When the control signals are used for customized call configuration, the element of the network access server that will typically be configured according to the protocol parameters is a modem, and, in the large scale implementation of the invention, a bank of modems (perhaps 48 in all, but one per call). Each modem is continually reconfigured as calls come in according to the particular communications protocol of the incoming call. The modems are configured to the communications protocol that is compatible with the communications protocol of the call originator for the incoming calls, regardless of what the protocols may be. In this invention, the protocol parameters will typically be the modulation scheme, synchronization scheme, error correction technique, data compression, transmission rate, or other communication parameter that is used by the call originator. Other protocol parameters may include protocol handling techniques, such as framing, filtering, or forwarding. Still other protocol parameters may be associated with high speed asynchronous transmission, or protocol spoofing (discussed below). Thus, when the network access server is configured according to the protocol parameter, it is configured in a manner to match (or at least be compatible with) the communications protocol of the call originator.
In one aspect of the invention, the control signals are preferably (but not necessarily) in the form of multifrequency tones. As noted earlier, the control signals may take on other forms, and the invention is applicable to other techniques, such as those used in the ISDN system, and out-of-band signalling, in which a separate logical channel out of band from the communication channel is used for transmitting control signals. In one aspect of the invention, the control signals are identified with the telephone number of said call originator. Alternatively, the control signals can be in the form of multifrequency tones identified with the telephone number called by the call originator. As a still further aspect of the invention, the control signals are identified with information related to credit card transaction, such as the credit card number.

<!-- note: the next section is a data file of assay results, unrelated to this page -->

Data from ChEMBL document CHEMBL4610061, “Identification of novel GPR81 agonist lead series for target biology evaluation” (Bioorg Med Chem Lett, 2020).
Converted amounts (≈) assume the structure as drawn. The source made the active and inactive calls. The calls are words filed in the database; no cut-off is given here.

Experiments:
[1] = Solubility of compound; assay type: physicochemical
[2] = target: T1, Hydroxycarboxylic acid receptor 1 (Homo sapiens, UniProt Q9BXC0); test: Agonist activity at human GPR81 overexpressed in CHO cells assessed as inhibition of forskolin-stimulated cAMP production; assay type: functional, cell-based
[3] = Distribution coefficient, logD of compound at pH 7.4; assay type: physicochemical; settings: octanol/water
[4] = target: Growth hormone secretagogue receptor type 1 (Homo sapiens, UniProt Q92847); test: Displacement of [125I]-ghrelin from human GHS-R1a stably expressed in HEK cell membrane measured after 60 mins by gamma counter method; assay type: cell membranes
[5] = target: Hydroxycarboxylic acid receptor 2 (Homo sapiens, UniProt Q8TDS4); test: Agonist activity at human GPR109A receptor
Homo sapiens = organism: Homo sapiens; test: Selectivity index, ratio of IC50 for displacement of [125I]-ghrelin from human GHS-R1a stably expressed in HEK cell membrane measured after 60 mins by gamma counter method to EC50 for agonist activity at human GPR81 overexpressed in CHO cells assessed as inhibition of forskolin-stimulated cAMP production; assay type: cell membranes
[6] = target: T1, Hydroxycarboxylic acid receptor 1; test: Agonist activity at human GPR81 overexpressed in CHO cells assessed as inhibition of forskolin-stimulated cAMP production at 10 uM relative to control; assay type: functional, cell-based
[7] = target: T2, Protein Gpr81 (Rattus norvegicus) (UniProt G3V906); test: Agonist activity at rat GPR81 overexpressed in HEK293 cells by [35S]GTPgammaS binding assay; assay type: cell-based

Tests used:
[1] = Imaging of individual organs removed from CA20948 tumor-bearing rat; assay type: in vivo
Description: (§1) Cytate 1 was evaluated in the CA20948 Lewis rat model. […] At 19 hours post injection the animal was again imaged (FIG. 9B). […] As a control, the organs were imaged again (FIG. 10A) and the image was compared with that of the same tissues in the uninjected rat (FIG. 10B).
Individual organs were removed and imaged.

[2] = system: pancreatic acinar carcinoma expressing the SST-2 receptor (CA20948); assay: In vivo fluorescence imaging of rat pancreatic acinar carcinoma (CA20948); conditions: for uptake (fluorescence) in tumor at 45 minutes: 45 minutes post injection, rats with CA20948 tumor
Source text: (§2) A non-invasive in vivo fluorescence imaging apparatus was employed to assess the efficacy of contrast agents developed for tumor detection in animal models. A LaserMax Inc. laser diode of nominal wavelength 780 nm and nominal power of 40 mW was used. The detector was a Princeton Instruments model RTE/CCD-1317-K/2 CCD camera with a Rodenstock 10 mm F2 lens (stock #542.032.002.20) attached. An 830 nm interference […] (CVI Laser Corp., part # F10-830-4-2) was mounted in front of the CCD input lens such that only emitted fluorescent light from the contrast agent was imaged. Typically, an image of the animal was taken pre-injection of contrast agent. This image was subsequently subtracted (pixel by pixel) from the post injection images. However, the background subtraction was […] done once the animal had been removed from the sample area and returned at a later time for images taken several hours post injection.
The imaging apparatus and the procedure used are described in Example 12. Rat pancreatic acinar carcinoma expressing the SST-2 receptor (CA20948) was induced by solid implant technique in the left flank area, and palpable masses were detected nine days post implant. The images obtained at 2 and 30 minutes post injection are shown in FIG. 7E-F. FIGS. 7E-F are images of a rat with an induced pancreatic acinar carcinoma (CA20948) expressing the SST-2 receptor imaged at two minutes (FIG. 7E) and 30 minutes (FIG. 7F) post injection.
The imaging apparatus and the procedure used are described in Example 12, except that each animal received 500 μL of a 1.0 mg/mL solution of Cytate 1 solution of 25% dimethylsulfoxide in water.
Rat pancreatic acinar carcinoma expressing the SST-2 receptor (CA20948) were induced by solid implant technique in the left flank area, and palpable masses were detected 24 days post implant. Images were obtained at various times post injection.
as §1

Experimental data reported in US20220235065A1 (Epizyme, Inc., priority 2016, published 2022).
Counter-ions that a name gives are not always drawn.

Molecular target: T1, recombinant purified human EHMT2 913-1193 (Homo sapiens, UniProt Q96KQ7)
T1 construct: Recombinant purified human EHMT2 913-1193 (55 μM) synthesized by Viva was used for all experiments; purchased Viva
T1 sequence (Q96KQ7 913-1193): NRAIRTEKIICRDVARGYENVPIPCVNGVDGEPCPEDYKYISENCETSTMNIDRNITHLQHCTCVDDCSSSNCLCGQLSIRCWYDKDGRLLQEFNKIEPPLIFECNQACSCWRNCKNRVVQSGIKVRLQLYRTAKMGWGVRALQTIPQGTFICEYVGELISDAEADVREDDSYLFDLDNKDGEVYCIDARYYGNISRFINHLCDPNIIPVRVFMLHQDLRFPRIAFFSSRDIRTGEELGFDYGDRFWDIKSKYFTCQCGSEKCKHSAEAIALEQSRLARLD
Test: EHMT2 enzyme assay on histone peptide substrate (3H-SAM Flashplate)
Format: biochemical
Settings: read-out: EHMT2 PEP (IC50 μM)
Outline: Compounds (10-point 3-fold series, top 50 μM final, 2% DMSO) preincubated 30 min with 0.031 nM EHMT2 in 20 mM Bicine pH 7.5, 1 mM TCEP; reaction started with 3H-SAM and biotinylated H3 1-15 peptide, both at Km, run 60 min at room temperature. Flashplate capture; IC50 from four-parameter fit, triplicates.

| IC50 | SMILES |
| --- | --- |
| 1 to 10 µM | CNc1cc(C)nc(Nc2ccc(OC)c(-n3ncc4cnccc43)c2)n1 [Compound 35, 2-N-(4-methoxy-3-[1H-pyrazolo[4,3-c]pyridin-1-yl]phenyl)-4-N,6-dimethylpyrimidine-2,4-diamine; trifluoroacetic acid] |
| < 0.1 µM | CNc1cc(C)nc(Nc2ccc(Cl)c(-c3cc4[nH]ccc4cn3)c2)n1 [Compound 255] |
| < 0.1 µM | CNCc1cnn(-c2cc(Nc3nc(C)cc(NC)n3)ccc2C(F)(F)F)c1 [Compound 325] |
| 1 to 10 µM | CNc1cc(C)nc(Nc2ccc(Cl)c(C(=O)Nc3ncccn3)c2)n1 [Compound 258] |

At the present time; multifrequency tones are imparted onto the telephone line by the telephone company, but techniques are becoming available by which the multifrequency tones (or other control signals) may be imparted onto the line by equipment located at the site of the call originator, for example, the modem assigned to the call originator's data terminal. The particular device that puts the control signals on the line is not particularly important. The particular form of control signals is also not particularly important.
In another aspect of the invention, the network access server further includes a modem and a network application module interfacing between the network access server and the network. In this aspect of the invention, the step of correlating the control signals to the protocol parameters comprises the steps of passing digital data representing the control signal from the modem to the network application module, looking up in the memory the protocol parameters which correspond to the digital data, and then passing the protocol parameters from the network application module to the modem. The modem then configures itself according to the protocol parameters and then receives the incoming communication.
In yet another aspect of the invention, the network application module contains software that is accessible by the host computer system through the network, permitting the host computer system to modify the protocol parameters that are assignable to the control signals. For instance, if a call originator is a credit card swipe terminal connected to a modem, and the modem is upgraded to a faster communications protocol, the user of the system can reprogram the network access server software, so that the network access server will be configured properly and receive incoming calls from that particular modem according to the new protocol.
In still another important aspect of the invention, the network access server has the capability of routing the control signals to the network simultaneously with the configuring of the network access server according to the proper communications protocol. Thus, the network can take the information and, for example, look up in a database the complete profile of the call originator, or even send prompts or messages to the call originator, prior to or contemporaneous with the transmission of the call.